Roosevelt statue

Roosevelt statue Roosevelt statue

Erection date: 12/4/1948


{On the front (south facing) of the plinth:}
Franklin Delano Roosevelt
1882 -1945

{On the base of the statue:}
W-Reid Dick, 1947

{The statue’s pillar is at the centre of a raised platform with a low stand at each corner. On the top of each of these a date is carved, clockwise from south-west corner:}
{These are the dates of the four Presidential elections that he won.}

{On either side of this platform there is a paved area with seating and a fountain at the centre. Carved into the walls of these area are the phrases:}
Freedom from want.
Freedom from fear.
Freedom of speech.
Freedom to worship.

This is a rare representation of Roosevelt standing, albeit with a stick. A notice board informs: "This memorial represents contributions in small sums from people in every walk of life throughout the United Kingdom who wished to remember him. It owes its inception to the pilgrims of Great Britain who through a memorial committee took the necessary steps to secure its erection. It was unveiled by Mrs Franklin Delano Roosevelt in the presence of King George VI." And we thank Jamie Davis for finding this link to the British Pathe news film of the unveiling.

Site: Roosevelt statue (1 memorial)

W1, Grosvenor Square

The gardens, previously oval, were re-planned as part of the installation of this statue.

Note: Carl Larsen draws our attention to one memorial that could be here but isn't: while walking in Grosvenor Square on 14 July 1965 Adlai Stevenson, the American politician, suffered a heart attack and died later that day at St George's Hospital.

In his 1875 ‘The Way We Live Now’ Anthony Trollope describes an event in this garden: an assignation between a young lady who lives in Grosvenor Square and her lover:

“Marie had the key of the gardens for her own use and had already learned that her neighbours in the square did not much frequent the place during church time on Sunday morning. ... Sir Felix ...{had} been assured by Didon {Marie’s maid} that the gate should be left unlocked, and that she would be there to close it after he had come in.” At the end of the meeting Marie says: “ ‘There’s Didon. Nobody’s looking and she can open that gate for you. When we’re gone, do you creep out. The gate can be left, you know. Then we’ll get out on the other side’. Marie was certainly a clever girl.” (p.382-7, vol.1, Penguin 2001)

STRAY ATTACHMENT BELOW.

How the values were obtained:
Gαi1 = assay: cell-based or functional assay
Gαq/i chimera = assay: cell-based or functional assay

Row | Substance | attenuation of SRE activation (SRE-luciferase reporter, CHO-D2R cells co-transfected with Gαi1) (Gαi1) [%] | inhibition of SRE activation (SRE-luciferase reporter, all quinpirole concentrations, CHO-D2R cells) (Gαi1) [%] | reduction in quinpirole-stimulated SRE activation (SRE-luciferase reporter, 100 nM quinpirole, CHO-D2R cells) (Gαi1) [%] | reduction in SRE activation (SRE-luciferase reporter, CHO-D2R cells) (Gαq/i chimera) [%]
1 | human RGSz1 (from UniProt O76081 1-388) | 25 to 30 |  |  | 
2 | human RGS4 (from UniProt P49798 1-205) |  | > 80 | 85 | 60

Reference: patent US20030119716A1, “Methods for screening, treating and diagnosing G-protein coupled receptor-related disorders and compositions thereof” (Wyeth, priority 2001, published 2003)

This is such a large square we find it difficult to imagine it locked, for the use of residents only, but there it is.

The 1955 film The Case of the Red Monkey has a scene with two characters leaving the, then, American embassy (number 41, presumably one of the many buildings it occupied in Grosvenor Square) and being amused by two loud-mouthed American servicemen photographing themselves in front of this statue.

2018: Reporting on the return of the management of this garden from the Royal Parks to the Grosvenor Estate (following the departure of the US Embassy) Ian Visits confirms that, having been laid out in 1722, the garden was closed to the public in 1835. It was the 1946 plan to erect this statue that caused the garden to be, once more, open to the public.

2021: Ian Visits shared the plans for the transformation of Grosvenor Square into an "urban garden".

This section lists the subjects commemorated on the memorial on this page:
Roosevelt statue

Subjects commemorated Information

Franklin Delano Roosevelt

32nd President of USA. Married a distant cousin, Eleanor Roosevelt. Led the S...

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This section lists the subjects who helped to create/erect the memorial on this page:
Roosevelt statue

Created by Information

King George VI

Became king when his brother, Edward VIII, abdicated. Like his father George ...

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Sir William Reid Dick

Born Glasgow. Reid was his mother's maiden name.  Other work in London: 1936 ...

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Eleanor Roosevelt

Born New York City as Eleanor Roosevelt. Went to finishing school in England....

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Morris Singer Foundry

Founded by John Webb Singer as the Frome Art Metal Works. Cast many of the be...

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